(CN) – Two Kansas oil drilling operators are liable for killing migrating birds only if they were notified that their equipment trapped protected species, the 10th Circuit ruled in a decision clarifying the Migratory Bird Treaty Act.
Five years ago, the U.S. Fish and Wildlife Service inspected more than a dozen of Apollo Energies’ “heater-treaters,” or devices used to separate oil from water as the mixture gets pumped from the ground.
Heater-treaters have vertical exhaust pipes that can trap migrating or nesting birds. When the Fish and Wildlife Service found dead birds in about half of the heater-treaters inspected at Apollo, it expanded the investigation throughout southeast Kansas. More than 300 dead birds were found in heater-treaters, including 10 species protected under the Migratory Bird Treaty Act.
The drilling operators were not charged for these deaths, because the agency launched a campaign to educate the oil industry about the problem in an effort to prevent more bird deaths.
Wildlife officials notified oil companies, including Apollo, about the problem in February 2006.
The next year, it made a repeat visit to Apollo and inspected the equipment of Dale Walker, owner of Red Cedar Oil.
Both were convicted of the misdemeanor violations of taking or possessing migratory birds.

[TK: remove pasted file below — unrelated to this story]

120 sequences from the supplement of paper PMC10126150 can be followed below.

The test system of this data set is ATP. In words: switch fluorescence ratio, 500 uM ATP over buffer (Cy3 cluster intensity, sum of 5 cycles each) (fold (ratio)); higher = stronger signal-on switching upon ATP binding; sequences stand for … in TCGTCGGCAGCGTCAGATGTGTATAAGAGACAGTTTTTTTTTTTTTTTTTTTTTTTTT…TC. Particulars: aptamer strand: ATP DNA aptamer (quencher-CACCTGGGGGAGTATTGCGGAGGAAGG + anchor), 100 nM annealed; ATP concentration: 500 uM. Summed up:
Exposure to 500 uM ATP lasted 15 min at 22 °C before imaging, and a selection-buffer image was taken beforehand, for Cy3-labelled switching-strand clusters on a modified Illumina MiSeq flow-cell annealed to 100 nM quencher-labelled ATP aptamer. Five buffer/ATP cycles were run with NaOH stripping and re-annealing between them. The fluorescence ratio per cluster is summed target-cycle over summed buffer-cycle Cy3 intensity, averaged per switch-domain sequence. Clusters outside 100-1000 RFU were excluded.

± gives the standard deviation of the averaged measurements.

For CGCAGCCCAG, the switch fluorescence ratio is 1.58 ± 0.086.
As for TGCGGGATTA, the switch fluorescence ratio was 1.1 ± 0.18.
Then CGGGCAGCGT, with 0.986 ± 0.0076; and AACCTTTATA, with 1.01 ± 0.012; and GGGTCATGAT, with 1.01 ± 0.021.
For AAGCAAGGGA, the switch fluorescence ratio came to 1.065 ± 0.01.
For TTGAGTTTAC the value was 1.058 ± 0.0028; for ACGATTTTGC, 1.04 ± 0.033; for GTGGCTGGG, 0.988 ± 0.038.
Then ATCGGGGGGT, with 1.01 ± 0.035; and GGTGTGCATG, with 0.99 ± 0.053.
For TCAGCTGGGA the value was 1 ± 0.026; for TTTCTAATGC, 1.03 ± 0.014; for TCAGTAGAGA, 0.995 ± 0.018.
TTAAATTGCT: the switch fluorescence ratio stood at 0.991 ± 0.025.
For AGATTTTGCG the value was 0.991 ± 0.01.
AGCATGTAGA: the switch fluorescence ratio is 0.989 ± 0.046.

Apollo was fined $1,500 for one violation, and Walker had to pay $250 for each of two violations.
A federal judge upheld the convictions. The Denver-based appeals court largely agreed, but reversed one of Walker’s convictions on the basis that he had been unaware of the heater-treater problems.
“Fish and Wildlife did not send him a letter about the issue before the April 2007 inspection, and he was not a member of the trade association to which the Service advertised the oil field equipment problem. Nor was Walker aware of the one television report or newspaper article about heater-treaters,” Judge Timothy Tymkovich wrote for the three-judge panel.
“Given the state of this record, we agree no reasonable person would conclude that the exhaust pipes of a heater-treater would lead to the deaths of migratory birds.
The court also affirmed that intent is not required to prove a violation of the law, which is neither vague nor arbitrarily enforced.
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